I think the fact that James and Davis played such a momentous role in the championship meant that the lack of depth on roster overall was overlooked. If the Lakers are to win back-to-back titles they will seriously need to take a look at their group as a whole and find support for LeBron and Davis.
Harry Harrison: Absolutely. I tried to pull a Skip Bayless and put a ridiculous take on how many games it would take the Lakers to beat the Heat, but here I won’t mess about. LeBron James is still the game’s best player and Anthony Davis may well be the best big. They do however have room for improvement further down the roster, but this is the Lakers we’re talking about. No role player will refuse to play for them should they come calling. If the right offer is on the table, the Lakers could really improve their team with a few bench acquisitions.
Chinedu Udezue: Yes, they absolutely can. But will they? I’m not so sure. Any team that has LeBron and Davis is good for around 50 plus wins and a postseason appearance is guaranteed. But the team as currently constructed is a prime candidate for ‘The Disease of More’, a term coined by Pat Riley. I’m struggling to see Howard, Morris and Waiters being on their best behaviour for another year and not pushing for more shots, more prominence etc. Plus, the Lakers got incredibly fortunate with the way the playoffs shook out (Clippers upset, Heat injuries), so we’ll see. Re-signing Davis will be key and I’m not sure how much that will leave for the deadly shooter they desperately need (I’m not buying Danny Green stock!). So yes, they can absolutely run it back, but I’m not betting on them doing so.
Tom Hall: I’m going to go against the flow here and say no. You can’t argue that LeBron and Davis are the best duo in the NBA, but looking past them on the roster and things look desperate. Of the players that cracked the rotation in the Finals, only Caldwell-Pope, Caruso, Kuzma and Davis are under the age of 31, and a decline in production from the rest of the team seems inevitable.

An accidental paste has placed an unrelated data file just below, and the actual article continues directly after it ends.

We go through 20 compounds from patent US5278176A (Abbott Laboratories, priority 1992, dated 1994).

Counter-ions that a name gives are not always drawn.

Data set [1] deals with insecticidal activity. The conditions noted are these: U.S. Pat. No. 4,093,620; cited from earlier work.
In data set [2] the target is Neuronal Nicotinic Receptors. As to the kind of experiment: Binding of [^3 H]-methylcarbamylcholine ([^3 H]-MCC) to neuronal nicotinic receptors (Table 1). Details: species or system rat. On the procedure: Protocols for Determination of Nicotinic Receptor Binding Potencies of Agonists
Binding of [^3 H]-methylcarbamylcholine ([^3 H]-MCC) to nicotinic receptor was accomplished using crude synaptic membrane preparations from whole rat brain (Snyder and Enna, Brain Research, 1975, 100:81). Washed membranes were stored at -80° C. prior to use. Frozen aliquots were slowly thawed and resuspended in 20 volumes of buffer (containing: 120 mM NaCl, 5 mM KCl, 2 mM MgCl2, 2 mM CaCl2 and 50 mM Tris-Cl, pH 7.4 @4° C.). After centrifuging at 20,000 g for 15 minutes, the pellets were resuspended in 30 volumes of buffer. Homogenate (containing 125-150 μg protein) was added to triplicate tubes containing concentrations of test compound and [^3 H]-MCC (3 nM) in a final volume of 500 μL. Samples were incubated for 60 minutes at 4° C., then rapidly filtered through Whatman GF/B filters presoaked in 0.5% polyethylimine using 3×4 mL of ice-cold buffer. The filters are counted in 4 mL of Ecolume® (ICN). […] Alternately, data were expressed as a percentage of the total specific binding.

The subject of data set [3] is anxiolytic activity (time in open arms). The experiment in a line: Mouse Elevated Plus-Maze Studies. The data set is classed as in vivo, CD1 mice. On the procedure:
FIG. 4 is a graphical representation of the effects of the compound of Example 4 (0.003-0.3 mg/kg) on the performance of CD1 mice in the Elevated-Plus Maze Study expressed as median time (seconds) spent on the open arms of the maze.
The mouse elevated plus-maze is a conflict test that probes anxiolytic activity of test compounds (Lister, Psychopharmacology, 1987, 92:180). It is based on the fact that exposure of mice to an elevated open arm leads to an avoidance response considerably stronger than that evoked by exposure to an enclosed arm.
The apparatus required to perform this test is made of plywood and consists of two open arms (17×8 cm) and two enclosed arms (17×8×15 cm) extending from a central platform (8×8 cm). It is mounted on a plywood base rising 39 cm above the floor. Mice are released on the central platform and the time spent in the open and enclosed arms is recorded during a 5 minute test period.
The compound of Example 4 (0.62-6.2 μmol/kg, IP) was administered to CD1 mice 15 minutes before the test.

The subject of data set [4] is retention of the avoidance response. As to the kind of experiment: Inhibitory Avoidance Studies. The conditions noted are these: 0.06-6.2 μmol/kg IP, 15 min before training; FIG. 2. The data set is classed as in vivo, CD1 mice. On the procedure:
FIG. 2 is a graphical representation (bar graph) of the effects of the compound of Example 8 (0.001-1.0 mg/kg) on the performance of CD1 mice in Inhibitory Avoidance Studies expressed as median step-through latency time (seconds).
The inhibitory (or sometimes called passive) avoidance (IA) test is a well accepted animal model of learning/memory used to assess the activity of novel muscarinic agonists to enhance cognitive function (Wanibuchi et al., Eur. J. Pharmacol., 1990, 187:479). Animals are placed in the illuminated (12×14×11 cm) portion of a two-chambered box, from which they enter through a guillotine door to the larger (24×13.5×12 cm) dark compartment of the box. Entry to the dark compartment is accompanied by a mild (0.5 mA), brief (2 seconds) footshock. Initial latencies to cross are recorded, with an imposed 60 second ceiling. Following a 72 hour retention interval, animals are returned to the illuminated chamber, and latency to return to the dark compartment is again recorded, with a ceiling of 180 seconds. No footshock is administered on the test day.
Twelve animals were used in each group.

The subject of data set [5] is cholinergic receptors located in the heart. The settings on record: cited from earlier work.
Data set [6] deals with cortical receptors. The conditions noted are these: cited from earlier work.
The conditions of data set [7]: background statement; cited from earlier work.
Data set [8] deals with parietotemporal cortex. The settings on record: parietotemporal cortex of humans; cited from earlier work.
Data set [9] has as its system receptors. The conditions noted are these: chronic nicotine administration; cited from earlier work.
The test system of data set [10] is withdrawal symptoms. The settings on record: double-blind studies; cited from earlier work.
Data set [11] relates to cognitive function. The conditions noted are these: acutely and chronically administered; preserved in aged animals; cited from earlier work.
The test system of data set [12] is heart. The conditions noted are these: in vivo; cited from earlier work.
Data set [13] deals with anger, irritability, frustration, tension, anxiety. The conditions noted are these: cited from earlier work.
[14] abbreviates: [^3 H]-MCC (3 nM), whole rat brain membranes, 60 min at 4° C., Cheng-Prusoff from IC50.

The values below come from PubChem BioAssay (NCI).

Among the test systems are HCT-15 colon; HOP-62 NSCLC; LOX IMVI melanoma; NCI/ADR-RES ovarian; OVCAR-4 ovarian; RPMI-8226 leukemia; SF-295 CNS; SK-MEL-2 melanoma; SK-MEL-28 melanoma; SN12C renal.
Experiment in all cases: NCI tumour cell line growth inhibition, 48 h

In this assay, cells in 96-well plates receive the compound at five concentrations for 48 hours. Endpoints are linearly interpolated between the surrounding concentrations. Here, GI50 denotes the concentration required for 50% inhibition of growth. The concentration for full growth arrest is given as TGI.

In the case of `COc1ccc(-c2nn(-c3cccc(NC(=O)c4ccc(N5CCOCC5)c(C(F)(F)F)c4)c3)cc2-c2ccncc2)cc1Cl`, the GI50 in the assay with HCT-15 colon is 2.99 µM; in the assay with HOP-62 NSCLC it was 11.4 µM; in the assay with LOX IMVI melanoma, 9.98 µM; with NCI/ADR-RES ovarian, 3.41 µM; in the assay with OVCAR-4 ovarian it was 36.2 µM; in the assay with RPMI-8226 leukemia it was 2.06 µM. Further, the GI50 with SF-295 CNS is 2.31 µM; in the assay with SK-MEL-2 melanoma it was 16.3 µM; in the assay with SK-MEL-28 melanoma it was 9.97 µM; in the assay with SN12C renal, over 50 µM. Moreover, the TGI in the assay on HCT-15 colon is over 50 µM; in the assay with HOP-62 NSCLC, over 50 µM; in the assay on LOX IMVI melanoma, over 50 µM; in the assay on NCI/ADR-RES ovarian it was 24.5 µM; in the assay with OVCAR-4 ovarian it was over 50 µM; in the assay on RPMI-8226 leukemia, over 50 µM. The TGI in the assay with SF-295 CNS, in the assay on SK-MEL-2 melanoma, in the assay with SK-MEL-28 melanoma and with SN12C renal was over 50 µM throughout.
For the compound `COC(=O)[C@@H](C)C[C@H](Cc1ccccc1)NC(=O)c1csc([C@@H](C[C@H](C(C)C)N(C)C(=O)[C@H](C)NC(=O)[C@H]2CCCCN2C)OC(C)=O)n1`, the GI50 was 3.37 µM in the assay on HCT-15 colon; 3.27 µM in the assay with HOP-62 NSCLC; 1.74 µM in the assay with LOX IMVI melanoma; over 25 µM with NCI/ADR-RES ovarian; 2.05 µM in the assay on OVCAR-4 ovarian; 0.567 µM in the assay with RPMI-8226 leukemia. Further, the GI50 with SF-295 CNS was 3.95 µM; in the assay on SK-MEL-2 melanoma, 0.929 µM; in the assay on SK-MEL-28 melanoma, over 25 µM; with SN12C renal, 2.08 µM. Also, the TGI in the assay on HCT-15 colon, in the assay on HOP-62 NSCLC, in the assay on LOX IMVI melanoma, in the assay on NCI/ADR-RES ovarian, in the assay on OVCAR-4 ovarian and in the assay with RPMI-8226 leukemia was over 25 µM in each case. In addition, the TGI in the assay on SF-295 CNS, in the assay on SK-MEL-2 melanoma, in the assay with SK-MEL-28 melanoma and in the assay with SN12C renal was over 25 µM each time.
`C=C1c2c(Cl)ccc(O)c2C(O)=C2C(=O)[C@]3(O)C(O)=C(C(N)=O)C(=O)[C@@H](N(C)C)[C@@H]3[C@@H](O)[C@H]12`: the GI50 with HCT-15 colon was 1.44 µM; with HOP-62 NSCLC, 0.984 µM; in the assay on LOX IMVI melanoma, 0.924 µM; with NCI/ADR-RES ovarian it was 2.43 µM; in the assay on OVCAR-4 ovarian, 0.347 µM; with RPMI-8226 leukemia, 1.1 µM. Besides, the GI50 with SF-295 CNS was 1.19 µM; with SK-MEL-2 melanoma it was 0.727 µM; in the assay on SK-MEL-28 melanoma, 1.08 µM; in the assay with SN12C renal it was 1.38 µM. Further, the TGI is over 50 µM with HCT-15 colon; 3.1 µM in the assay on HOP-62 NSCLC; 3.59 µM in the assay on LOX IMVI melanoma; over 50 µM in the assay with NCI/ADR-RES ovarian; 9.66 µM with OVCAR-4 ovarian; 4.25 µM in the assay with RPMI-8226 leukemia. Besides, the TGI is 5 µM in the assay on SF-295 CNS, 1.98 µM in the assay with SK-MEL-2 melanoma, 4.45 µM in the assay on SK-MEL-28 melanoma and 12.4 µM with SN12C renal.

Outside of their two stars, how many would fetch above $10 million a year in free agency? None. With the return of the Warriors and the moves that the rest of the league will surely make this offseason, the Lakers need to fill out their depth to solidify themselves as favourites next season.
Justin Quinn: When we’re talking about repeating as champions, it’s important to recall that this isn’t the norm, historically speaking.
I’ve been burned betting against LeBron James enough to have sworn off the practice until he gives me a concrete, tangible reason for doing so, and that reason has yet to materialize in his 35th year. Especially as we just witnessed his Lakers go from laughingstock to hanging banners in the course of a season.
Gone is the bumbling-if-loveable Magic Johnson, general manager, the palace intrigue in the Buss family and a roster too young to know how to focus long enough in the postseason to take home a title. They’ve been replaced with seasoned vets and two top-five players. And while James has found ways to change his game to suit his age, Anthony Davis, the other superstar on the roster, is just hitting his prime. In fewer words, the engine is just shifting gears.
If anything, another offseason will give the Lakers time to rebalance their roster even further, having tested their strengths and weaknesses while making the best case in the league as to what signing with them can produce. And while the odds will be against them pulling it off, take it from a lifelong Boston Celtics fan that there are few if any teams better positioned to win it all next season.